Code Paper Title Points Occurrence / Location CRIMN301 Criminology 15.0 24B (Online) The paper overviews criminological approaches to the study of crime, causes of criminal behaviour, and society's responses, developing familiarity with the work of key theorists, including those developing matauranga hou. FPSYC301 Correctional Psychology: Theory, Research and Practice 15.0 24B (Online) This paper examines the application of psychological theory, research and practice to the operation of correctional systems and their various roles with the people in their care. There is a strong emphasis on New Zealand practice, including emerging Maori-led and Maori-influenced practices. GNSEX303 Intersectionalities: Identities and Inequalities 15.0 24B (Hamilton) This paper provides a comprehensive review of the historical context for understanding contemporary issues of race, gender, sexuality, and social class. It investigates micro and macro level experiences and the social construction of identities. In doing so, this paper looks at how power is distributed in society, the theories that... HISTY302 Blood, Land, DNA: Contemporary Indigenous Histories and Archives 15.0 24B (Hamilton) This paper explores critical questions about power, sovereignty, and belonging in contemporary Indigenous history, focusing on Aotearoa, the Pacific, and North America. Students will work with diverse archival sources to develop independent research questions. IRSST331 Cyber Security and the Global Politics of the Internet 15.0 24B (Online) This course explores the global politics of cyber security and the internet. It covers the major political/strategic/theoretical debates around enhancing the security of computer systems and how states and non-state actors are responding. LEGAL301 Crimes 30.0 24D (Hamilton) & 24D (Tauranga) An analysis of the general principles of criminal law and selected offences chargeable under New Zealand law; an introduction to criminal procedure from arrest to sentencing in both jury and judge-alone trials (excluding evidence); and an introduction to the criminal justice system. MAORI303 Critical Indigenous Theory 15.0 24B (Hamilton) This paper looks at the key theoretical influences, from Marxism to post-structuralism, upon critical Indigenous studies and the most significant writings by those Indigenous scholars who have chosen to engage with critical theory. PSYCH302 Community, Culture and Diversity 15.0 24B (Hamilton) & 24B (Tauranga) The focus of this paper is the study of social justice, intersectionality, transformative interventions, and social change strategies that are central to community, indigenous and liberation psychologies. Issues covered include inequalities, ethnicity, gender, sexuality, class and (dis)ability. Key considerations are the broader co... SOCIO311 Current Issues in Crime Control and Social Justice 15.0 24G (Online) This paper examines sociological explanations for criminal behaviour and examines issues within criminal justice. SOCPY303 Critical Feminism and the Prison State 15.0 24A (Online) This paper employs anti-carceral feminist theories and frameworks to explore the phenomenon of mass female imprisonment across nation states, with a particular focus on Indigenous and Black Imprisoned Radical Tradition.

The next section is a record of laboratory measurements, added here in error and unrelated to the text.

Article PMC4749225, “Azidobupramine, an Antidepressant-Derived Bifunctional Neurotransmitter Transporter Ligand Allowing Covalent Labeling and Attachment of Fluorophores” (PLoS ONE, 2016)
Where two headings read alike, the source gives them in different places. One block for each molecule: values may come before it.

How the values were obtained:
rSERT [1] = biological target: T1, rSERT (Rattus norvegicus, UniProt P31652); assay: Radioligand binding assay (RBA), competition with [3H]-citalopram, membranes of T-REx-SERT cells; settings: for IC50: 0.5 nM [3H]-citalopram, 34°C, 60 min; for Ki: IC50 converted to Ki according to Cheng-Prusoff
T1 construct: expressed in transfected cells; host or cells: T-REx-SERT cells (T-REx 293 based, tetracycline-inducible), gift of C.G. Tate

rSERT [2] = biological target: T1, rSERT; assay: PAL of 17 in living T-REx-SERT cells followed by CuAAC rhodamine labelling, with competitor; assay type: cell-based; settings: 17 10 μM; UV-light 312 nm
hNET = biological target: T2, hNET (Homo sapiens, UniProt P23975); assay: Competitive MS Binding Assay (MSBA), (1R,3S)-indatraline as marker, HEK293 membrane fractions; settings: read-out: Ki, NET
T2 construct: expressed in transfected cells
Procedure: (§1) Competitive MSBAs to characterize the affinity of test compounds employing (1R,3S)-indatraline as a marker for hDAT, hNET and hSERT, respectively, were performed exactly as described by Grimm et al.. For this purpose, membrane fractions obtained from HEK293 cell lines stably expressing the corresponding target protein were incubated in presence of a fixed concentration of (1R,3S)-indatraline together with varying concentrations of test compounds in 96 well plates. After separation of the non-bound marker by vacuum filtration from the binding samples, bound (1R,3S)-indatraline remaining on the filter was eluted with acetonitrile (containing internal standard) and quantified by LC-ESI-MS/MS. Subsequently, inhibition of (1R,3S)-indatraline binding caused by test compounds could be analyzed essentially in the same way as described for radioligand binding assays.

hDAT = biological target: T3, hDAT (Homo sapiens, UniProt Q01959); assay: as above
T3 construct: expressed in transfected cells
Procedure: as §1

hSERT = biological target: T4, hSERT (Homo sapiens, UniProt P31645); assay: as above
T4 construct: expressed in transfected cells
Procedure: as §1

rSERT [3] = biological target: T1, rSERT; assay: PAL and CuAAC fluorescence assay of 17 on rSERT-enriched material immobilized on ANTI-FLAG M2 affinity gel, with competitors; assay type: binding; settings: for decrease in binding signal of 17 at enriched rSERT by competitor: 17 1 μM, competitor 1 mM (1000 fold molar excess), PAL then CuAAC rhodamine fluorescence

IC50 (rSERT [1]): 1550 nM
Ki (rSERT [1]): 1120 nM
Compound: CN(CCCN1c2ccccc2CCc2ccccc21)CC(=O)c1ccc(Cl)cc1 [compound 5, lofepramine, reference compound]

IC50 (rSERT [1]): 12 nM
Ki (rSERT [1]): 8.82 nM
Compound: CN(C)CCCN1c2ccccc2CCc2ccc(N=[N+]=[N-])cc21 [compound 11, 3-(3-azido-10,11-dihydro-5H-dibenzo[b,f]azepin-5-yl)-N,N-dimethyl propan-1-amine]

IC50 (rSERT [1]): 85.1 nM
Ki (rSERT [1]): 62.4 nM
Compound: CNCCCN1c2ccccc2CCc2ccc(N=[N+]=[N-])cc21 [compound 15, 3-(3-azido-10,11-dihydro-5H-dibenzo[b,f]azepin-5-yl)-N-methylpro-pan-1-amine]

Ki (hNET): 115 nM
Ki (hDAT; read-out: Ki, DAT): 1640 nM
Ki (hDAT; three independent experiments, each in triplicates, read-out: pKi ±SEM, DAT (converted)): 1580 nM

2024 Catalogue of Papers information current as of : 4 December 2023 11:32am